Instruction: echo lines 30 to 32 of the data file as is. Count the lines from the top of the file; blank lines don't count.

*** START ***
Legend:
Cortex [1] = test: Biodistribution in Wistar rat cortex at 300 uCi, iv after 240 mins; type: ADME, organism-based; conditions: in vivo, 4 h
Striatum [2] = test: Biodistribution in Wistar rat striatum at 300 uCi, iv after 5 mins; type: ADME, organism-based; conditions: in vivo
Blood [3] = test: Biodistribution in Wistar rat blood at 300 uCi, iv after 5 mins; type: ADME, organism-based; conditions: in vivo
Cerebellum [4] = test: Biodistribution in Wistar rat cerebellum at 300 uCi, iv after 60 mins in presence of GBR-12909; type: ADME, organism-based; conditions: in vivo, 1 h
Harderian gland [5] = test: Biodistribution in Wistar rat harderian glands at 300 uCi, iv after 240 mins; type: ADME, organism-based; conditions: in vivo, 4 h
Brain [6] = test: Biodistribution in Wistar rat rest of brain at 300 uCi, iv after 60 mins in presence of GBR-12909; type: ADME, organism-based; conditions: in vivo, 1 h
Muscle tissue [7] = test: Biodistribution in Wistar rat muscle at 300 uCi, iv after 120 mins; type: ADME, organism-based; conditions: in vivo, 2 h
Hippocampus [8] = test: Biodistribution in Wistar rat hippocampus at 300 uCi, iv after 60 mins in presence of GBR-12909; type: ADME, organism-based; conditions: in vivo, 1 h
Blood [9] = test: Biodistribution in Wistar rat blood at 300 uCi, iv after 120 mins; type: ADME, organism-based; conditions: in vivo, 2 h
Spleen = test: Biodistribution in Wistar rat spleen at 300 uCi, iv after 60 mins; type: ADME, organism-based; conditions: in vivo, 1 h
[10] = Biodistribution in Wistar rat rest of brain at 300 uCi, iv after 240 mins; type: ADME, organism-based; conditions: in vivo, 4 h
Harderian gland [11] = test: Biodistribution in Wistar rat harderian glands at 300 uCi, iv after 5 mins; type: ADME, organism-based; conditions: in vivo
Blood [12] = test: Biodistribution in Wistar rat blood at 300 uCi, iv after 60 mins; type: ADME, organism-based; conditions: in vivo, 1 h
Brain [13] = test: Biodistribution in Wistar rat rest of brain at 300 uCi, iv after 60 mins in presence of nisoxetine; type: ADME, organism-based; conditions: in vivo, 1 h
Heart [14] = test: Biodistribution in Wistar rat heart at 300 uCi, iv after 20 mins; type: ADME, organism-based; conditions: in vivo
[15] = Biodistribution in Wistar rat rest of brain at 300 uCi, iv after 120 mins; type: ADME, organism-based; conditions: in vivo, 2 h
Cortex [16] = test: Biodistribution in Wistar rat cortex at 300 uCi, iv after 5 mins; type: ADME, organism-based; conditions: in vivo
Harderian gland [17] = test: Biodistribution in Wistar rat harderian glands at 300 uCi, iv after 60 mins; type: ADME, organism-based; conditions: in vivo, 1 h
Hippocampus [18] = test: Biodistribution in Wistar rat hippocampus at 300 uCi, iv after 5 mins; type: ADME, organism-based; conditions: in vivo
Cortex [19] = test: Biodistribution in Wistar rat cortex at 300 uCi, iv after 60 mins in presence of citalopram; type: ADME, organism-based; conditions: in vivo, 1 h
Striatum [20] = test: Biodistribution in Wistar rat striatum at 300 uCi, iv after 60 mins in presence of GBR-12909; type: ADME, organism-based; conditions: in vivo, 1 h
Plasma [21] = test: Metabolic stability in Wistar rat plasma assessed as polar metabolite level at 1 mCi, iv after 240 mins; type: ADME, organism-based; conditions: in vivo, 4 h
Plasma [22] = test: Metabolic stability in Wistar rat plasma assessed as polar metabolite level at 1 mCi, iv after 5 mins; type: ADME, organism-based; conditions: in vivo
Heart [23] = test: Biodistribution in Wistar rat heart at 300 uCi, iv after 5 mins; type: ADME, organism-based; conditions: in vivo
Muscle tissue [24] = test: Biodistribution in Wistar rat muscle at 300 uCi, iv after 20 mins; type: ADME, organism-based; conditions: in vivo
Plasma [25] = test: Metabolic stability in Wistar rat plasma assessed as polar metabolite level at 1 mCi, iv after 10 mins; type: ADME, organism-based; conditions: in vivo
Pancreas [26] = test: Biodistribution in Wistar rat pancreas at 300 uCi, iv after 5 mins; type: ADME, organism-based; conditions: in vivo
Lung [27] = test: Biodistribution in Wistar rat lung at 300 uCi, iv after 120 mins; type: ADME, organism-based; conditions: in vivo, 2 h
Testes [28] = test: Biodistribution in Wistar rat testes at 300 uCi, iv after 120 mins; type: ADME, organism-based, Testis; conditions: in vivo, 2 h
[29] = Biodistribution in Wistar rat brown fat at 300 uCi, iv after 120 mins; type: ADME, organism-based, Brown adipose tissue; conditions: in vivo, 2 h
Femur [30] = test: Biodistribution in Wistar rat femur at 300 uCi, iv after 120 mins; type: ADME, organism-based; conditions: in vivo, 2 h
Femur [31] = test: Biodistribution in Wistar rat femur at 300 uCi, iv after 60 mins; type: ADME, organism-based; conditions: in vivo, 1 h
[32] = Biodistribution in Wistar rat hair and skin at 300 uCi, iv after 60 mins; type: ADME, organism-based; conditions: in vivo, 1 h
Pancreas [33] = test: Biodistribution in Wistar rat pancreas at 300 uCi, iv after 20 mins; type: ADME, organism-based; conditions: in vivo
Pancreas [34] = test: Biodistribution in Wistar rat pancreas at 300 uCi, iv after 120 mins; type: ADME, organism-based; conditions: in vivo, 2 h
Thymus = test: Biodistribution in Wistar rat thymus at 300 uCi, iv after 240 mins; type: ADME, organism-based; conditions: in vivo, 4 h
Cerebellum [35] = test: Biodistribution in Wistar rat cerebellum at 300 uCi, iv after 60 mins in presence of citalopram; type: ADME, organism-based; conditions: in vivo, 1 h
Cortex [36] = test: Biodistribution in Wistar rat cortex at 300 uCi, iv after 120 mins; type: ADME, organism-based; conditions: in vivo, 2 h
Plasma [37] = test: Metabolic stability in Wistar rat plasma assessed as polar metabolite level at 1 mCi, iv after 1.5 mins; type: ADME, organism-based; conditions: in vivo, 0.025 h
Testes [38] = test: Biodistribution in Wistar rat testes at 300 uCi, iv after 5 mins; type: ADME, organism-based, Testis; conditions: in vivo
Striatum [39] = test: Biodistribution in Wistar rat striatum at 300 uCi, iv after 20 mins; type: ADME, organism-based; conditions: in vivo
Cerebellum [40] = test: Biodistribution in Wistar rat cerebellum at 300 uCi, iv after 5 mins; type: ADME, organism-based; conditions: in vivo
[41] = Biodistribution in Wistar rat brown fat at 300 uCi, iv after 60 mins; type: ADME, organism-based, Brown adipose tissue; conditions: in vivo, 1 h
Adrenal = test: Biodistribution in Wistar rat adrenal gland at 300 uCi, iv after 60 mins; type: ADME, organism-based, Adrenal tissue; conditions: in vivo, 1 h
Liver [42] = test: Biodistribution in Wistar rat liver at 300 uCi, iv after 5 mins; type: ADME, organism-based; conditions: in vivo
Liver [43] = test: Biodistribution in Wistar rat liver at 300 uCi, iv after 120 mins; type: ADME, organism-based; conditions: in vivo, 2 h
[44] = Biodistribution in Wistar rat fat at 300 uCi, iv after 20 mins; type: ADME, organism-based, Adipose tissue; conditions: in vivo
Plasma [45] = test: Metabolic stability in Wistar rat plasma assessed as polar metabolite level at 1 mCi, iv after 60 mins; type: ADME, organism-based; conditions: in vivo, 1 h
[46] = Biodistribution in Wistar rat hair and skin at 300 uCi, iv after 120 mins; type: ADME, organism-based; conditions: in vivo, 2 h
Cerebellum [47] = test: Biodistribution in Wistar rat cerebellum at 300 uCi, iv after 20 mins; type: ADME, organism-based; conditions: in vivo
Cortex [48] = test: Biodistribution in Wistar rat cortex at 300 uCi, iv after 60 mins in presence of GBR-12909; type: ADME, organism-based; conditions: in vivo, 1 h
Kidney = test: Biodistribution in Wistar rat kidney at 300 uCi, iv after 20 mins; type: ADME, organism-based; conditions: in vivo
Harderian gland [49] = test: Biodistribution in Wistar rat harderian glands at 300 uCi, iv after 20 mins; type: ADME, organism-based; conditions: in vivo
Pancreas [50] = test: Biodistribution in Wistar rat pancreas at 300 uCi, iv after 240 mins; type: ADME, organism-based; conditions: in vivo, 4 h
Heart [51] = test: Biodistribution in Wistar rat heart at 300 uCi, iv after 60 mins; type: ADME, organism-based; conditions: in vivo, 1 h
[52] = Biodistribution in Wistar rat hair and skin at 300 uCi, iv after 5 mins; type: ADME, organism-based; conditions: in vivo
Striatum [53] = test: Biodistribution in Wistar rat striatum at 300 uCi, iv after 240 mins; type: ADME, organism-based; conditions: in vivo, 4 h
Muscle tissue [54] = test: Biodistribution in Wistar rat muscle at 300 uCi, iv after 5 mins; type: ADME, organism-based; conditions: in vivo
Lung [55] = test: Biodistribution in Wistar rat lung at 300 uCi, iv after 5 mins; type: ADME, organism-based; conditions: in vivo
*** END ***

Testes [28] = test: Biodistribution in Wistar rat testes at 300 uCi, iv after 120 mins; type: ADME, organism-based, Testis; conditions: in vivo, 2 h
[29] = Biodistribution in Wistar rat brown fat at 300 uCi, iv after 120 mins; type: ADME, organism-based, Brown adipose tissue; conditions: in vivo, 2 h
Femur [30] = test: Biodistribution in Wistar rat femur at 300 uCi, iv after 120 mins; type: ADME, organism-based; conditions: in vivo, 2 h